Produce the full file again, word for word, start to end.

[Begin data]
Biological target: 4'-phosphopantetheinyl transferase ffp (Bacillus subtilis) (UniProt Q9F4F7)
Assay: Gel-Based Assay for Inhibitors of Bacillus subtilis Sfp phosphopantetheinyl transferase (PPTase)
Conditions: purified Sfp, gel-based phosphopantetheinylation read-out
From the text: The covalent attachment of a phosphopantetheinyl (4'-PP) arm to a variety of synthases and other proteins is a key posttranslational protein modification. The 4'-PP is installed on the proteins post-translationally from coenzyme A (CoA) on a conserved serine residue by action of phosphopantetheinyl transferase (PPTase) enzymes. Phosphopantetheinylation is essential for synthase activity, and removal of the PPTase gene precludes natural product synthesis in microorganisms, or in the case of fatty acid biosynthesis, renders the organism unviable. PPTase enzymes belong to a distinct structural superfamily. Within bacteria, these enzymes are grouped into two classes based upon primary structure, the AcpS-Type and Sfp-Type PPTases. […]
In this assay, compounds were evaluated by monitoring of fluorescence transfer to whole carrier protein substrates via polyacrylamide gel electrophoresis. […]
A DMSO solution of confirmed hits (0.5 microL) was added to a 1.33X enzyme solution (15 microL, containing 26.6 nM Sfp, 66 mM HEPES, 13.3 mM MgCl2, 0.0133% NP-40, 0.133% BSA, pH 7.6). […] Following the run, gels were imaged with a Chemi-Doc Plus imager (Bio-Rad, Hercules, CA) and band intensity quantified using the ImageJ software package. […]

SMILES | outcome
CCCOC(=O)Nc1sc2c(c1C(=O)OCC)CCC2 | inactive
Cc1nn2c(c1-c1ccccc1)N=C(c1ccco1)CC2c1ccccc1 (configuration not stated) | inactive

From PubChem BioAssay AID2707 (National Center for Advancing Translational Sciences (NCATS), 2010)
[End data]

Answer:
Biological target: 4'-phosphopantetheinyl transferase ffp (Bacillus subtilis) (UniProt Q9F4F7)
Assay: Gel-Based Assay for Inhibitors of Bacillus subtilis Sfp phosphopantetheinyl transferase (PPTase)
Conditions: purified Sfp, gel-based phosphopantetheinylation read-out
From the text: The covalent attachment of a phosphopantetheinyl (4'-PP) arm to a variety of synthases and other proteins is a key posttranslational protein modification. The 4'-PP is installed on the proteins post-translationally from coenzyme A (CoA) on a conserved serine residue by action of phosphopantetheinyl transferase (PPTase) enzymes. Phosphopantetheinylation is essential for synthase activity, and removal of the PPTase gene precludes natural product synthesis in microorganisms, or in the case of fatty acid biosynthesis, renders the organism unviable. PPTase enzymes belong to a distinct structural superfamily. Within bacteria, these enzymes are grouped into two classes based upon primary structure, the AcpS-Type and Sfp-Type PPTases. […]
In this assay, compounds were evaluated by monitoring of fluorescence transfer to whole carrier protein substrates via polyacrylamide gel electrophoresis. […]
A DMSO solution of confirmed hits (0.5 microL) was added to a 1.33X enzyme solution (15 microL, containing 26.6 nM Sfp, 66 mM HEPES, 13.3 mM MgCl2, 0.0133% NP-40, 0.133% BSA, pH 7.6). […] Following the run, gels were imaged with a Chemi-Doc Plus imager (Bio-Rad, Hercules, CA) and band intensity quantified using the ImageJ software package. […]

SMILES | outcome
CCCOC(=O)Nc1sc2c(c1C(=O)OCC)CCC2 | inactive
Cc1nn2c(c1-c1ccccc1)N=C(c1ccco1)CC2c1ccccc1 (configuration not stated) | inactive

From PubChem BioAssay AID2707 (National Center for Advancing Translational Sciences (NCATS), 2010)